Featured Research

from universities, journals, and other organizations

Mathematics provides a shortcut to timely, cost-effective interventions for HIV

Date:
April 15, 2013
Source:
Springer Science+Business Media
Summary:
Mathematical estimates of treatment outcomes can cut costs and provide faster delivery of preventative measures. South Africa is home to the largest HIV epidemic in the world with a total of 5.6 million people living with HIV. Large-scale clinical trials evaluating combination methods of prevention and treatment are often prohibitively expensive and take years to complete. In the absence of such trials, mathematical models can help assess the effectiveness of different HIV intervention combinations, as demonstrated in a new study.

Mathematical estimates of treatment outcomes can cut costs and provide faster delivery of preventative measures.

Related Articles


South Africa is home to the largest HIV epidemic in the world with a total of 5.6 million people living with HIV. Large-scale clinical trials evaluating combination methods of prevention and treatment are often prohibitively expensive and take years to complete. In the absence of such trials, mathematical models can help assess the effectiveness of different HIV intervention combinations, as demonstrated in a new study by Elisa Long and Robert Stavert from Yale University in the US. Their findings appear in the Journal of General Internal Medicine, published by Springer.

Currently 60 percent of individuals in need of treatment for HIV in South Africa do not receive it. The allocation of scant resources to fight the HIV epidemic means each strategy must be measured in terms of cost versus benefit. A number of new clinical trials have presented evidence supporting a range of biomedical interventions that reduce transmission of HIV. These include voluntary male circumcision -- now recommended by the World Health Organization and Joint United Nations Programme on HIV/AIDS as a preventive strategy -- as well as vaginal microbicides and oral pre-exposure prophylaxis, all of which confer only partial protection against HIV. Long and Stavert show that a combination portfolio of multiple interventions could not only prevent up to two-thirds of future HIV infections, but is also cost-effective in a resource-limited setting such as South Africa.

The authors developed a mathematical model accounting for disease progression, mortality, morbidity and the heterosexual transmission of HIV to help forecast future trends in the disease. Using data specific for South Africa, the authors estimated the health benefits and cost-effectiveness of a "combination approach" using all three of the above methods in tandem with current levels of antiretroviral therapy, screening and counseling.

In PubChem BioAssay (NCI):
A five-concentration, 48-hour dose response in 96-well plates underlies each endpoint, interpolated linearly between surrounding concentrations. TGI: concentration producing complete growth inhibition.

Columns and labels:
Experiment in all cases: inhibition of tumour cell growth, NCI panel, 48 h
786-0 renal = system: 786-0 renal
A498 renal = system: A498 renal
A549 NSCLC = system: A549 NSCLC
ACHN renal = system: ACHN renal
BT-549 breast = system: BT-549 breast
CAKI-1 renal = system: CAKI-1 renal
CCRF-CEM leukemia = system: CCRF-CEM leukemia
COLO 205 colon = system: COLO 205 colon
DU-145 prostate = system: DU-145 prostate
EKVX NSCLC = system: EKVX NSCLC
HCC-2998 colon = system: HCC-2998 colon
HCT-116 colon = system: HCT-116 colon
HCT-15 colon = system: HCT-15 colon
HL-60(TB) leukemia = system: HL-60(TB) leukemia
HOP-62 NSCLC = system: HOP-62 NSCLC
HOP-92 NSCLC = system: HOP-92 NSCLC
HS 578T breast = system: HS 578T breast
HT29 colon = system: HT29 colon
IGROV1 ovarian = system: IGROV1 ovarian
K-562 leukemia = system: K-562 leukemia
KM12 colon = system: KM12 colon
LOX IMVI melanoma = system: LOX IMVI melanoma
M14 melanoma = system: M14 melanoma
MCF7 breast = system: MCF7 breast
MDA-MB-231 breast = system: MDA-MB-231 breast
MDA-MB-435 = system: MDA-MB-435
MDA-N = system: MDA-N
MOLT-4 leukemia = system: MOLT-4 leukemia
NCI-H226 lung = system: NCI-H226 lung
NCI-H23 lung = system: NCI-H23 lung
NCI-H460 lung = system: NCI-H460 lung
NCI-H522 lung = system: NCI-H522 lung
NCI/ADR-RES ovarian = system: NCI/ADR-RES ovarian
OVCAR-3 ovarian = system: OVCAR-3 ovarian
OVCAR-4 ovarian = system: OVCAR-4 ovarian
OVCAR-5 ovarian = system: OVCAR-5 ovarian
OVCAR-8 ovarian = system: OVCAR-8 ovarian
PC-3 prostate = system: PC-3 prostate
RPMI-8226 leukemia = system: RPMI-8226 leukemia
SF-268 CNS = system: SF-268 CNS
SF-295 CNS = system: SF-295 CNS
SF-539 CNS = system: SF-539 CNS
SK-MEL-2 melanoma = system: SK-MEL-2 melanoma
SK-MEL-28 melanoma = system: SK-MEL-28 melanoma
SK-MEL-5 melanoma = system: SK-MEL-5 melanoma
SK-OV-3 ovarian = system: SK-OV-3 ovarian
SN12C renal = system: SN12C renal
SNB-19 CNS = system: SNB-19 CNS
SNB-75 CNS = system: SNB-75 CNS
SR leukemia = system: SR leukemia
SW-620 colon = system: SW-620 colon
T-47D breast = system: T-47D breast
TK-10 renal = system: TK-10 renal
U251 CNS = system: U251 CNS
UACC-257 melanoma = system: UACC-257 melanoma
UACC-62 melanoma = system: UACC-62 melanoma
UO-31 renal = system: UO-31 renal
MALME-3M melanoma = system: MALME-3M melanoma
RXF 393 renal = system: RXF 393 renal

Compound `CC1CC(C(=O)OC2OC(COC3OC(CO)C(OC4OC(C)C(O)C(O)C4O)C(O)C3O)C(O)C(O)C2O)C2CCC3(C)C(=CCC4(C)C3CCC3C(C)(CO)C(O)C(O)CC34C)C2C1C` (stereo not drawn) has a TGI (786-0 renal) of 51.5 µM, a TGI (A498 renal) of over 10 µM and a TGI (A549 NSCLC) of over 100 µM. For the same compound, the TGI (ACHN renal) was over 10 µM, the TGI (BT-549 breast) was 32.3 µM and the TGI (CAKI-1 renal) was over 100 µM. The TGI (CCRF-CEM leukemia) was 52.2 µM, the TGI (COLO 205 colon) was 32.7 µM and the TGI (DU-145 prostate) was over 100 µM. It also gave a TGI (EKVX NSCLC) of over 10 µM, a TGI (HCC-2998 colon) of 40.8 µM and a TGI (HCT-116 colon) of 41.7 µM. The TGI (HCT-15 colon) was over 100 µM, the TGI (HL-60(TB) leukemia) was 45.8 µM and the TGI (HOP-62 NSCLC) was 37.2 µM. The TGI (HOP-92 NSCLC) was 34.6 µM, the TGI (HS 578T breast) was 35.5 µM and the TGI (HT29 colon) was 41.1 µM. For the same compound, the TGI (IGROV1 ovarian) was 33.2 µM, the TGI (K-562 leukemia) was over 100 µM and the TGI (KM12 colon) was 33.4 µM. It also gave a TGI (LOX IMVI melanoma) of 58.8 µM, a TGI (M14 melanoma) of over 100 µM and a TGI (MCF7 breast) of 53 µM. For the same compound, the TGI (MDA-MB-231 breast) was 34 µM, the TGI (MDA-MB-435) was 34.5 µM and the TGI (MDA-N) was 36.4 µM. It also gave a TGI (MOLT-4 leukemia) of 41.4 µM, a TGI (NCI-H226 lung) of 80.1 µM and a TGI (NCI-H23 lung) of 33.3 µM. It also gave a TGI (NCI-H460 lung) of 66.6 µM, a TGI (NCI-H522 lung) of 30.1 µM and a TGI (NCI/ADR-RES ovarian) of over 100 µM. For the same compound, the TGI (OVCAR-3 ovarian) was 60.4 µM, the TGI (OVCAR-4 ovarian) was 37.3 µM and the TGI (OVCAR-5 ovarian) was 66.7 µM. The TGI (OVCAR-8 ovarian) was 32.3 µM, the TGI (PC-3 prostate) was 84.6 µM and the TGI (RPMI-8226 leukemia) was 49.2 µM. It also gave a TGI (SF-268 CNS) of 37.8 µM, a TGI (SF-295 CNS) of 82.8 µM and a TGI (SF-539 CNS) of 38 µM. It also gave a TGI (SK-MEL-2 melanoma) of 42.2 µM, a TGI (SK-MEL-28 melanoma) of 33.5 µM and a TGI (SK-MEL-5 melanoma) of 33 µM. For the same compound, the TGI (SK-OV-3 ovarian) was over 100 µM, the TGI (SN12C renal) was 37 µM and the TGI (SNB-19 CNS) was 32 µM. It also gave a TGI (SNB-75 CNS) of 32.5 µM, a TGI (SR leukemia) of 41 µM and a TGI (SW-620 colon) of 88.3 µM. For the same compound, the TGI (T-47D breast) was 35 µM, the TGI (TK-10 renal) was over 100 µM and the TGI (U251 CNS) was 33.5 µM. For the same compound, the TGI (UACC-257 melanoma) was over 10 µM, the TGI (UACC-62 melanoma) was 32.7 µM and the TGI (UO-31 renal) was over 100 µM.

For each intervention, they calculated the HIV incidence and prevalence over 10 years. At present rates of screening and treatment, the researchers predict that HIV prevalence will decline from 19 percent to 14 percent of the population in the next 10 years. However, they calculate that their combination approach including male circumcision, vaginal microbicides and oral pre-exposure prophylaxis could further reduce HIV prevalence to 10 percent over that time scale -- preventing 1.5 million HIV infection over 10 years -- even if screening and antiretroviral therapy are kept at current levels. Increasing antiretroviral therapy use and HIV screening frequency in addition could avert more than 2 million HIV infections over 10 years, or 60 percent of the projected total.

The researchers also determined a hierarchy of effectiveness versus cost for these intervention strategies. Where budgets are limited, they suggest money should be allocated first to increasing male circumcision, then to more frequent HIV screening, use of vaginal microbicides and increasing antiretroviral therapy. Additionally, they calculate that omitting pre-exposure prophylaxis from their combination strategy could offer 90 percent of the benefits of treatment for less than 25 percent of the costs.